• “Liberals have spent the intervening years debating macroeconomic theory.” Have they? As far as I can tell, the only debate in the ideological vineyards of the Democratic Party is over how much Keynesian vs. how much Marxism.
  • “Democrats must also learn to argue history. They chortle when Michele Bachmann credits the founders with ending slavery or Sarah Palin forgets who Paul Revere rode to warn.” Tiny little problem: By and large Sarah Palin got Paul Revere’s story right, no matter how much liberals might insist otherwise.
  • “The best template of populism remains the career of William Jennings Bryan.” Well, it’s not that Curry is necessarily wrong per se, but one must view with a certain jaundiced eye the idea that current electoral models can be found in a man who probably peaked in 1896.
  • Indeed, when you get right down to it, Curry’s piece could be boiled down to “Talk vaguely about populism while pushing the same Big Government, redistributionist schemes liberals always push.” Maybe the Nader book itself is bolder (and if someone wants to pay me to review it, I’d happily give it a go), but Curry’s piece is very old and undistinguished wine decanted into a slightly shinier bottle.

    No matter how many times liberals declare “This is it! I’m finally fed up with the Democratic Party!”, the party’s fat cats know the truth. Come November 8, 2016, they’ll remember they loathe Republicans far more than they love reform, and pull the (D) lever no matter how many jeremiads Bill Curry and his ilk pen.

    We’ve seen this movie before, and we know exactly how it ends.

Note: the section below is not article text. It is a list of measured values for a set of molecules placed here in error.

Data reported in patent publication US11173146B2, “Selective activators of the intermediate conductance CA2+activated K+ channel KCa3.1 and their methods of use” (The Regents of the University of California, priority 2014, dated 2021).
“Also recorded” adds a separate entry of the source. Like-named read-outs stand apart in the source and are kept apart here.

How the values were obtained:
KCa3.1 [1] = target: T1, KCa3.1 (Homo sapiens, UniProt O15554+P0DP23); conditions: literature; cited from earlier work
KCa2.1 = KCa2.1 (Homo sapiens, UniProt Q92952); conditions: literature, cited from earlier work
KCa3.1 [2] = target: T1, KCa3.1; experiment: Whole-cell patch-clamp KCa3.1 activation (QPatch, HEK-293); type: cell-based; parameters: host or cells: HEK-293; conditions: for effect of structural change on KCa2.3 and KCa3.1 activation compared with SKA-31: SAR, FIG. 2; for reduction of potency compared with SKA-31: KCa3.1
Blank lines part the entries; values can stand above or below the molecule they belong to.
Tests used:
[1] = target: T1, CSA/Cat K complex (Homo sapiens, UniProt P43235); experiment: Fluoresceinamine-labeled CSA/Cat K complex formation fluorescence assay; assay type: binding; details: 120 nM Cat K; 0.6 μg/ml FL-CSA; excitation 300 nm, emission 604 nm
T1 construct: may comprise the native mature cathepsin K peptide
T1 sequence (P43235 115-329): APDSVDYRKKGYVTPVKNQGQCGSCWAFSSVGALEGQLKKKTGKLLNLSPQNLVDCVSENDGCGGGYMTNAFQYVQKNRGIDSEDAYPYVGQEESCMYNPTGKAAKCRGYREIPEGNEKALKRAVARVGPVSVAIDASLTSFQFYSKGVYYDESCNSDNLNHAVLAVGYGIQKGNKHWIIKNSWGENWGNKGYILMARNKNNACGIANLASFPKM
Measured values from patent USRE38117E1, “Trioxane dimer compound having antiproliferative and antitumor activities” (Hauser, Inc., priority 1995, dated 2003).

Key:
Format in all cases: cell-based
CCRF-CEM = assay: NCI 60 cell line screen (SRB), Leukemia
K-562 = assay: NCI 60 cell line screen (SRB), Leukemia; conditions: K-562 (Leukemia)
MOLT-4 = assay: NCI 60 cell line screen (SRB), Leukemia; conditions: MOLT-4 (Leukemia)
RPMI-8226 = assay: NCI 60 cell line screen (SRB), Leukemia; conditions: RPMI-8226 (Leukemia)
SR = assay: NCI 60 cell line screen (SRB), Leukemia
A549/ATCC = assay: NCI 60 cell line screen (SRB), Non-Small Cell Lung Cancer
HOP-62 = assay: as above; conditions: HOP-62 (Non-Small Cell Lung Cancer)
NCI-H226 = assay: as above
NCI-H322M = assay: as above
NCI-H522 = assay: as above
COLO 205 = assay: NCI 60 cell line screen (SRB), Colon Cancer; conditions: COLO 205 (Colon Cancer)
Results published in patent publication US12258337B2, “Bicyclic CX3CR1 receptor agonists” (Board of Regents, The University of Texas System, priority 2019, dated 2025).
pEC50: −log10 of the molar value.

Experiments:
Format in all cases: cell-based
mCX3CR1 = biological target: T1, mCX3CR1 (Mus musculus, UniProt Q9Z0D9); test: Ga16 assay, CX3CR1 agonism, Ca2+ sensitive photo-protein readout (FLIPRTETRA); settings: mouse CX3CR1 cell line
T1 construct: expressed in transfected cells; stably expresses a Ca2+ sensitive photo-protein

Ted Cruz Updates His List of Obama’s Abuse of Power

    Friday, May 9th, 2014

    Ted Cruz has thoughtfully compiled a fourth list of Obama Administration abuses of power. If you’ve been following the ObamaCare, IRS and Benghazi scandals, there might not be anything you haven’t already heard, but it’s nice to have them all in one place. There’s also mention of more obscure Obama Administration abuses of power, such as violation of the Magnitsky Act, or paying $205,075 to relocate a $16 shrub. Moreover, every item in the list is sourced, most to MSM outfits that liberals can’t dismiss summarily dismiss.

    Read the whole thing, then send a copy to any undecided voters you know.

    Texas vs. California Update for March 24, 2014

    Monday, March 24th, 2014

    In California, I would say that March Madness is ignoring the looming pension crisis, except that madness extends to every other month as well…

  • Where is income inequality worst in the U.S.? Well, for one thing, in California:

    Perhaps no place is inequality more evident than in the rural reaches of California, the nation’s richest agricultural state. The Golden State is now home to 111 billionaires, by far the most of any state; California billionaires personally hold assets worth $485 billion, more than the entire GDP of all but 24 countries in the world. Yet the state also suffers the highest poverty rate in the country (adjusted for housing costs), above 23%, and a leviathan welfare state. As of 2012, with roughly 12% of the population, California accounted for roughly one-third of the nation’s welfare recipients.